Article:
Most women who have undergone mastectomy where a part or their entire breast is removed consider undergoing Houston breast reconstruction to help reshape their breast. These tissue flap surgeries are divided into various types based on the part of the body the tissue is removed from.
4 types of procedures
The most common form of tissue flap breast reconstruction surgery is TRAM or transverse rectus abdominis muscle flap. Here, the surgeon uses and takes muscle and tissue from the lower belly to the chest region. This procedure not only helps with breast reconstruction, but also reduces the lower belly fat, and thus results in a ‘tummy tuck’.
Latissimus dorsi (LD) flap is a procedure where fat, muscle and skin from the upper back region is pulled to the chest area under skin. If required, an implant may be inserted in the same breast reconstruction surgery for bigger breasts.
DIEP (deep inferior epigastric artery proforator) is a free flap procedure that is similar to TRAM. Here, the surgeon uses only fat and skin from the lower belly region, and not its muscle. The objective of not using the muscle here is to avoid future belly weakness, and like TRAM, could be considered a type of Houston tummy tuck.
The free flap procedure that uses muscle, fat and skin from the buttocks for creating a new breast is called Gluteal free flap. This is the better option for those who don’t have sufficient belly tissue to undergo a DIEP or TRAM.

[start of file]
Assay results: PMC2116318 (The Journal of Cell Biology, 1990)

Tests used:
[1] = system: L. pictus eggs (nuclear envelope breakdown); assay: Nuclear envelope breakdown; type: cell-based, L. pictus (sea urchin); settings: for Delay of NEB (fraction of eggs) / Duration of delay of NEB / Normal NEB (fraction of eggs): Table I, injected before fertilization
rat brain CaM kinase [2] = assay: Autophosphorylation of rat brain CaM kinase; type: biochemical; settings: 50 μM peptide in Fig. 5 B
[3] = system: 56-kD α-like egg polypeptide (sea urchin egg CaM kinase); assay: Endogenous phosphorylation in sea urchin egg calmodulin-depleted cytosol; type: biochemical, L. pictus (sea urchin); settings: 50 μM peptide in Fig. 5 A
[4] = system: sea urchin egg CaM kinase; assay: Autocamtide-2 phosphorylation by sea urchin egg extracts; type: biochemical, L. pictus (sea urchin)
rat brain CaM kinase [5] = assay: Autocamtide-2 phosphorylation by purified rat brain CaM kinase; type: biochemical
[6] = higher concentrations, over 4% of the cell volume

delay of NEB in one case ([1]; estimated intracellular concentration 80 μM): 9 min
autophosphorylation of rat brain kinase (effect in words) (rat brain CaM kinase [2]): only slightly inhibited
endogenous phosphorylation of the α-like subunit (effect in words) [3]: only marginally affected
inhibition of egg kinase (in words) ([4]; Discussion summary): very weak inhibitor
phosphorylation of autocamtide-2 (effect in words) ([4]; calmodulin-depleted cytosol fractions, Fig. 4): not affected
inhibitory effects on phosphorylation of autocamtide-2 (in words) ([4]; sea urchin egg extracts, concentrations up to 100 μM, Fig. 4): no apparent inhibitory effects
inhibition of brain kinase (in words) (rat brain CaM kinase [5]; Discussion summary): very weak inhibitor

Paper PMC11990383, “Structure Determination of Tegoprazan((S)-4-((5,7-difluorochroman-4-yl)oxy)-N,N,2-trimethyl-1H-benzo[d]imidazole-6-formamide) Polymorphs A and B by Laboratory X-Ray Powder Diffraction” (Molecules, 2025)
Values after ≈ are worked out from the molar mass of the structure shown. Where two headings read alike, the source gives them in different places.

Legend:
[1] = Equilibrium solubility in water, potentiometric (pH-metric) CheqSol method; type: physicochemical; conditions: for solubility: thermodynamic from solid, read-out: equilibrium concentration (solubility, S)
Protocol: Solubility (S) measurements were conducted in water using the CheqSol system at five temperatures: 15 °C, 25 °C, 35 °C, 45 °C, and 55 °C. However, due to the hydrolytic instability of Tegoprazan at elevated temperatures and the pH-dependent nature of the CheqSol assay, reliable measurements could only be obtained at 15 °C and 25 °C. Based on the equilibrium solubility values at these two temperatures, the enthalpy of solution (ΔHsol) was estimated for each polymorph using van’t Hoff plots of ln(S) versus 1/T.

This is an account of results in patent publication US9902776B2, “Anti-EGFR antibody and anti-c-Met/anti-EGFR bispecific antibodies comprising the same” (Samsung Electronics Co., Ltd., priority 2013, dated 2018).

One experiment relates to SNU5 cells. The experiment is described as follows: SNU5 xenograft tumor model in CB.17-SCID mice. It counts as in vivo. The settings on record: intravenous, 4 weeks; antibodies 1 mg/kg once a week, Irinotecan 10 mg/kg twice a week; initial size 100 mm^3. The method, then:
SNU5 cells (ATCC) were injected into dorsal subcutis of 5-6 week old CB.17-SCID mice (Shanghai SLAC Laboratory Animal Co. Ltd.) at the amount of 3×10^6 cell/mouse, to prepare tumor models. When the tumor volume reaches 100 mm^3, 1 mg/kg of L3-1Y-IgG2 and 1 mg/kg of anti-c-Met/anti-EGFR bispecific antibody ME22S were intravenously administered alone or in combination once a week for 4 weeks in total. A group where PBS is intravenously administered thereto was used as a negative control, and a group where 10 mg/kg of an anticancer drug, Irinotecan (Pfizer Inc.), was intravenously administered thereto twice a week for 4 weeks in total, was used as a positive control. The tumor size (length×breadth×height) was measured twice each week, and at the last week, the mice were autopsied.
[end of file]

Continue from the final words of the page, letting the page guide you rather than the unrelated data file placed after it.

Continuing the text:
The surgery is conducted under general anesthesia, takes a few hours to complete and you may have to undergo a blood transfusion. On waking up after the surgery, you will find bandages on surgery sites and will have to wear a special bra to keep your bandages in place. The doctor will also place some drainage tubes to collect fluid and prevent its buildup in surgery sites.
After the operation, you will have to stay in the hospital for about 5 days to ensure there is good blood supply to the breast reconstruction skin. To prevent any stifling of shoulders, your physical therapist will show you some exercises while you are at the hospital.
There may be some soreness, swelling and redness in the breast region and the region where the tissue was removed. This may last for several weeks. You may have to take pain medication and antibiotics for a week or two for pain relief and to prevent an infection.
Though you will be able to return to work and your normal routine in 3 to 6 weeks’ time, it is advised not to partake of any strenuous activity for several weeks.